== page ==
Now, what do I do with this saved lint you ask? Why I give it to the birds in the form of nesting material, along with saved threads and serger clippings. I place them into a baggie and once nesting time rolls around I stuff it into my empty suet feeders. You can also use those green plastic berry baskets found in food stores. Just place the nesting material into two baskets and secure them shut with a twist tie. Really any small slotted box type container will do. The birds will simply pull out the stuffing with their beaks and the small holes helps them to grab just enough! Makes for a cozy nest to hatch and welcome those little baby birds!

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When Baking is for the Birds

Last month, as a solstice gift for my feathered friends, I baked up a batch of bird muffins. I’ve been wanting to make these for years but seeing as how one of the ingredients is bacon drippings, something I never have since I rarely eat meat,  the recipe has been hanging out on my fridge every winter for as long as I can remember.

When I first placed the muffins on my holly tree, the birds favorite hangout, they weren’t sure what to think. After realizing my gift was food, they were all a twitter with excitement! If you don’t have a tree to hang the muffins on you can always place them on a tray.

Bird Muffins

(from Birds & Blooms Aug/Sept 2001)

1 cup cornmeal

1 cup plain bread crumbs

3/4 c raisins

1/2 cup bacon drippings

1 cup flour

1/2 tsp baking soda

1/4 tsp sand

1 cup water

Combine cornmeal, flour, bread crumbs and baking soda in a medium bowl. Add raisins and sand and mix thoroughly. Then add the bacon drippings and water. Stir well.

Spoon the dough into muffin tins and bake at 350 for 15 minutes. Cool the muffins to room temperature before serving (to the birds). Store leftover muffins in the refrigerator until it’s time for a refill.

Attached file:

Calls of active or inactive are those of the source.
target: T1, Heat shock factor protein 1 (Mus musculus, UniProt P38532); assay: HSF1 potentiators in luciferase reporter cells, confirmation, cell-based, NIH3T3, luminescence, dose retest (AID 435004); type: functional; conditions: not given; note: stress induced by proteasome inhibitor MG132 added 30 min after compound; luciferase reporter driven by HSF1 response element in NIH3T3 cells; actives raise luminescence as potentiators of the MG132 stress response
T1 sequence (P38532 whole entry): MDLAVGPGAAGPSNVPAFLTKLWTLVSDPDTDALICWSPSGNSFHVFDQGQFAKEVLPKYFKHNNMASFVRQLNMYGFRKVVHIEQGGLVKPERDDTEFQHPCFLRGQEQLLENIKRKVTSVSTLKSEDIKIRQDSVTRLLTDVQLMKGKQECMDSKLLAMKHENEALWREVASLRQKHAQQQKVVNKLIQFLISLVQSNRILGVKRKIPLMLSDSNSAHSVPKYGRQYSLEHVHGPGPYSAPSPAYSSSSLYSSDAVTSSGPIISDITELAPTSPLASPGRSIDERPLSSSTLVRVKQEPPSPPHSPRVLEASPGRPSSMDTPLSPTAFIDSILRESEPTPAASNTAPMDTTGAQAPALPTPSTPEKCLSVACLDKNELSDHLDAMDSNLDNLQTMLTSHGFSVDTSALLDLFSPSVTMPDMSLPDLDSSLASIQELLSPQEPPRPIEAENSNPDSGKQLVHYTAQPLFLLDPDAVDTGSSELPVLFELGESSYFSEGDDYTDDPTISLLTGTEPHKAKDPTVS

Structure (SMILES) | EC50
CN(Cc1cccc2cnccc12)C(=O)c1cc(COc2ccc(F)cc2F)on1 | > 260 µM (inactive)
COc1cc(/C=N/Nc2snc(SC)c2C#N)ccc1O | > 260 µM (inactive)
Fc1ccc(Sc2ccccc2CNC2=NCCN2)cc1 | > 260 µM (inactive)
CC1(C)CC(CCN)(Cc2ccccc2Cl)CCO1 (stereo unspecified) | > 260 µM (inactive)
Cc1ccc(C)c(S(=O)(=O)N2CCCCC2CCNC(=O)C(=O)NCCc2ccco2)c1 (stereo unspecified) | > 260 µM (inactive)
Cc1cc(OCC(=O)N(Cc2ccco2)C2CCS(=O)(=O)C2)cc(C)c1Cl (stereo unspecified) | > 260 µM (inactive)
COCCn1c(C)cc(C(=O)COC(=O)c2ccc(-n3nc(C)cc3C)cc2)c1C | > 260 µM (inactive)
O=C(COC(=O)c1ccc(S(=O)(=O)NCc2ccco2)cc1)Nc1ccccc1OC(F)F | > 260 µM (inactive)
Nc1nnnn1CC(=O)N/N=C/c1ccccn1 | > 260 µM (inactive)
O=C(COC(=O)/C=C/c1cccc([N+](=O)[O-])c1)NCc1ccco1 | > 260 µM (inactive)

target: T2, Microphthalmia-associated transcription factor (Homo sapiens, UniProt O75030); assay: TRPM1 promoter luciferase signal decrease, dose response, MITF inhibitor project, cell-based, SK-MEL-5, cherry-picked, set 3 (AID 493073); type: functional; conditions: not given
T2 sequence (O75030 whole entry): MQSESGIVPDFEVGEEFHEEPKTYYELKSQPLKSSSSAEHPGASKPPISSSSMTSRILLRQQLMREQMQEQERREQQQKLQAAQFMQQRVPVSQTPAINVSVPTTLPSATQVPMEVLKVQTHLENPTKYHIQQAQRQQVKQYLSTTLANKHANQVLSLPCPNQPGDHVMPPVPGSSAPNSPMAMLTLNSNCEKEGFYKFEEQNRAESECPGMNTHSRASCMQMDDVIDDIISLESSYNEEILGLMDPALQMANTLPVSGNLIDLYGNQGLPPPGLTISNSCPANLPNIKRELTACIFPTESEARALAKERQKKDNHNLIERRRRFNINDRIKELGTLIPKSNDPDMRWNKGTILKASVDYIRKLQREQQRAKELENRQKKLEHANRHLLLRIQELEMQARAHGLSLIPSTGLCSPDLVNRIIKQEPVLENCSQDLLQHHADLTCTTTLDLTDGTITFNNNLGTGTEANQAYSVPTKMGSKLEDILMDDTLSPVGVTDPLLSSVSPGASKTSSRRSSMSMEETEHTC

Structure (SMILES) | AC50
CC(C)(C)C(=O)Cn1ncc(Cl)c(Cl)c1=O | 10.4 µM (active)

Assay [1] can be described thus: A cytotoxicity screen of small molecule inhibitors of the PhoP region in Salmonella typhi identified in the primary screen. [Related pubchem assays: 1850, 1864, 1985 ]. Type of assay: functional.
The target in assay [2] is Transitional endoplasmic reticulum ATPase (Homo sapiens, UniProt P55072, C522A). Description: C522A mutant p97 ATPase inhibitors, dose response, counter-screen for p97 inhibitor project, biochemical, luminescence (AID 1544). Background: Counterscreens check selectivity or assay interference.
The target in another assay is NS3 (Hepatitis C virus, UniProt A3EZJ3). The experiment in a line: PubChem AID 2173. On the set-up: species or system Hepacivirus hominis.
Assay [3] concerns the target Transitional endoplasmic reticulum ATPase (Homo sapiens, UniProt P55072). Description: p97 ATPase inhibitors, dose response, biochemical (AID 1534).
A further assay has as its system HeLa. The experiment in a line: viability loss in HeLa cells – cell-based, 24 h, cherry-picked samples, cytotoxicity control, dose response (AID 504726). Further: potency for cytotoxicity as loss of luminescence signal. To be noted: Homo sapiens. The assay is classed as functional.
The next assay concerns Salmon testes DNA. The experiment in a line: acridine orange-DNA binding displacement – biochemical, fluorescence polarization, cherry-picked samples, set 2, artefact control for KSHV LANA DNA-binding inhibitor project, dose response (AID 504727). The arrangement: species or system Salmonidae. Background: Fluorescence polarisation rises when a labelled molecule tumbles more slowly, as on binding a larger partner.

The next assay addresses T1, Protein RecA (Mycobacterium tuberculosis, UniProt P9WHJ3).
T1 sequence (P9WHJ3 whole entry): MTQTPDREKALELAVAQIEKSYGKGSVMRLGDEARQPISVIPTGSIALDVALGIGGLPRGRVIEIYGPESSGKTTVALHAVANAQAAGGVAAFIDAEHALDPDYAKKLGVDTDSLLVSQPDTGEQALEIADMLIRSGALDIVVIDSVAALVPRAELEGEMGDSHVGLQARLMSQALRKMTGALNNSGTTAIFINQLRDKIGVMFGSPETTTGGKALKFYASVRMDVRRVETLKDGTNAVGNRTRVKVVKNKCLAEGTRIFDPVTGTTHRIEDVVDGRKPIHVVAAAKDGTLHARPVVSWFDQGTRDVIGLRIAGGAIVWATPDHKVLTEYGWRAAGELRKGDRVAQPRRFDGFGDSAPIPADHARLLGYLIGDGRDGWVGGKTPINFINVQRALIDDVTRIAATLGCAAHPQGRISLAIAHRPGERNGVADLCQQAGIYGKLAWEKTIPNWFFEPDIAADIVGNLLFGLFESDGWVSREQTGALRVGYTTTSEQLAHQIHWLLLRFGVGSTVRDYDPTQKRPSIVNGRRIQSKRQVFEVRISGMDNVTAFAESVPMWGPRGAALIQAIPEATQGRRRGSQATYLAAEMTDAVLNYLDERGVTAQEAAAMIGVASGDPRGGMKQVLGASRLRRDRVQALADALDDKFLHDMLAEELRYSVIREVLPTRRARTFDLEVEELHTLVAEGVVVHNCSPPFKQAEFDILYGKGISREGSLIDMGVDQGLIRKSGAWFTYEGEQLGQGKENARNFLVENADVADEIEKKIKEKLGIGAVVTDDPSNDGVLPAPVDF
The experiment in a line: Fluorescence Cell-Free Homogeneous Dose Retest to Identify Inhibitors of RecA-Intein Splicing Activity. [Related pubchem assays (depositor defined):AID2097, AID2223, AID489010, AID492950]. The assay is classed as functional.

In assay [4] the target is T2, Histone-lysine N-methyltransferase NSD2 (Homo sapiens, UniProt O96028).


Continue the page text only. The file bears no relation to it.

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Batter Up

After listening to an entomologist on NPR’s Radio Smart Talk, I’ve learned the best defense against cicada killers is to smack them with a wiffel ball bat. Dude, I’m so game!

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Creatures Great and Small

This year I am being tested. To be quite honest, I’m not sure how much more I can take. Seriously, I can’t win! My last home the most I had to worry about was blight and Japanese Beetles, which I have here as well. Although the beetles weren’t near as bad as they have been in the past.
First it was bacterial wilt which was being spread by cucumber beetles. Wipes out ALL of my cucurbits.
Then I have an infestation of Eastern Cicada Killer Wasps which are reported to be non aggressive, unless you are me. I can not tell you how many times I have been CHASED out of my garden by the females!  Probably doesn’t help that I am allergic to bees and I’m sure they can smell my fear! But seriously, can you blame me? Just look at the size of these suckers!
They’re quite a beneficial insect as they control the Cicada population. This year I have tons of Cicadas so I can only imagine their numbers if the wasps were not around. But that still does not mean I like them!
The beginning of August my cat unexpectedly dies and a bunny up and moves into my garden. Decides it’s now his personal smorgasbord. I’m so not cool with that or his ever mounting piles of poo!


He chows down in my garden till I get too close to his tomato safe haven and then bolts out OVER the rabbit fence and into the mess of cone flowers behind the tool house!
This week I have discovered Tomato Hornworms. This tomato shows some of the damage they do.
Nice Huh? At first I was picking them off and tossing them into the outside covered trash can. After a bit of research I’ve learned the white sacks covering their backs are actually braconid wasp pupae that eat them! Woo Hoo!!
I have more caterpillars than I can count!
I believe these two are Black Swallowtail in their first instar.
maybe a Virginian Tiger Moth caterpillar
Tiger Swallowtail cat in my fennel
Cabbage Worm


And when you have lots of caterpillars usually a few weeks later you have tons of butterflies!
What I thought was a Comma Butterfly is probably a Question Mark Butterfly…thanks Tree!
Tiger Swallowtail
American Painted Lady
maybe a female Black Swallowtail
I think this one is a Spicebush Swallowtail.
possibly a male Black Swallowtail
Monarch Butterfly
I have Colorado Potato Beetles on my eggplant
Scoliid Wasp in my mint.
pretty Ailanthus Webworm Moths
and my reason for growing so many sunflowers…the American Goldfinch
I’ll be back soon with a post on whats growing in my fall garden as well as whats being harvested from my summer garden!


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Wordless Wednesday – Essence of Summer

Images and content copyright © 2009-2010 Danielle R Limoge.


Filed under The Critters, Wordless Wednesday